Hackett speaks about leaving a legacy, Winchester roots

Published 3:20 pm Monday, December 20, 2021

Wilbur Hackett left a tremendous legacy as one of the first Black football players to break the color barrier in the Southeastern Conference and as the first team captain of color during his football career at the University of Kentucky.

On Saturday he returned to Winchester, his hometown, to speak at Broadway Missionary Baptist Church as part of an event organized by the Winchester Black History & Heritage Committee.

“I had a great childhood, six years, and I can confidently say that who I am and whatever I was able to accomplish in my life started right here in Winchester, Kentucky,” Hackett said to a packed sanctuary as he spoke about the subject leaving a legacy.

Hackett defined a legacy as “something that is inherited or received from a predecessor” and can be something such as skills, lifestyle or intelligence.
He credited the strong influence of family and friends with laying the foundation for his legacy during the six years he lived in Winchester from 1949-55, especially his father, Wilbur Hackett Sr., and uncles James and Thomas Hackett.

Hackett fondly a childhood of homemade treats that cost just a penny, having a 1st-grade class so large that it had to attend some instruction time in a locker room and baseball at Harmon Field in Bucktown.

“As I remember and revisit my past, it occurred to me that if I were to have kept my history in my own written words it might reveal a completely different Winchester than we see today,” he said.

By the time he became a Parade All-American linebacker at Lousiville’s DuPont Manual High School in the late 1960s, Hackett had his choice of places to attend college on an athletic scholarship. He wanted to attend Michigan State University. His father had other ideas.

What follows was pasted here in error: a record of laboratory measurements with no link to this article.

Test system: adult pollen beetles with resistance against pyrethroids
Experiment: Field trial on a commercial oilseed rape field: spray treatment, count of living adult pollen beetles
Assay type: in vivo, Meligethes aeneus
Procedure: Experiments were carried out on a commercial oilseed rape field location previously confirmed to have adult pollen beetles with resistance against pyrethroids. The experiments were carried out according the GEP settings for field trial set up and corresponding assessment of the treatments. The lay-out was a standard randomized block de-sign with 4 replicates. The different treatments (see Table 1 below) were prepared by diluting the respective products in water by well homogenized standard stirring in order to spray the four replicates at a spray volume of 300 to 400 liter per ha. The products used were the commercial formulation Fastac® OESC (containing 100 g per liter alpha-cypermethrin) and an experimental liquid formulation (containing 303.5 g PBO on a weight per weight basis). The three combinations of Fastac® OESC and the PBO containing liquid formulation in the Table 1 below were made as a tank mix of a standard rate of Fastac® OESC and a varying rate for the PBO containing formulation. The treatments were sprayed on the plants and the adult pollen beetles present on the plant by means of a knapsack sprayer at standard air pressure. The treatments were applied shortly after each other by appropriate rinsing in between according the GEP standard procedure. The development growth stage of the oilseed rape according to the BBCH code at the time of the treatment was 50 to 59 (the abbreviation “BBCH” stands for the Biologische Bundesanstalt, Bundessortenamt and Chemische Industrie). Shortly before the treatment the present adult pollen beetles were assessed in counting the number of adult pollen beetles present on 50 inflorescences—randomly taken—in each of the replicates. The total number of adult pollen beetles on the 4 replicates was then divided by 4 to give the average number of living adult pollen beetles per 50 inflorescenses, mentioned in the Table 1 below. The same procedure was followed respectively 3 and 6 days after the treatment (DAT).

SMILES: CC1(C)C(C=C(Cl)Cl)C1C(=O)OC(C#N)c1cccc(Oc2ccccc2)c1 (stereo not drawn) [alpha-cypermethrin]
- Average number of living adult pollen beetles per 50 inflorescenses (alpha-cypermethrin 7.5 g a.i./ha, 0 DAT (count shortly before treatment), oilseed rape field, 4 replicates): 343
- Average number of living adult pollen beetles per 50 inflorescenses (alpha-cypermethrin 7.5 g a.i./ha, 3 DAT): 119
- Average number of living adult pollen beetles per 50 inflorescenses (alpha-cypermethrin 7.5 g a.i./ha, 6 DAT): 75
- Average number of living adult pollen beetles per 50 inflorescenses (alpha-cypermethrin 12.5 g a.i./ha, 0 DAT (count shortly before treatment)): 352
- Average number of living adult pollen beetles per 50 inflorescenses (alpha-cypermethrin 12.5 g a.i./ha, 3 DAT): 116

“My dad, I didn’t know, was a big UK fan and so were a lot of people in Winchester at that time even though you couldn’t go to the games, they still cheered for UK,” Hackett said.

The elder Wilbur Hackett often said in the 1950s, during the height of segregation, that he would someday attend a Wildcats game. So when his son had a chance to play there, no other school would do.

Even in his later years, Hackett said he struggled to understand how his parents could support a segregated team and eventually asked his mother why.

“You know what she said, ‘I don’t see color’, he said. “And we shouldn’t see color. We should judge a person by who they are; the content of their character not the color of their skin.”

Hackett and his fellow Black teammates endured hard times when they went on the road to play but over 50 years later he said that it was a “priviliege” to play in the blue and white.

At the end of the program, Hackett was awarded the key to the city by Mayor Ed Burtner and given a proclamation designating him as a Kentucky Colonel.

Two other Winchester trail blazers were honored as Colonels: Dr. Elaine Ferris, Kentucky’s first Black superintendent of a public schools system, and that state’s first ever and current Clark County Circuit Clerk, Martha Miller.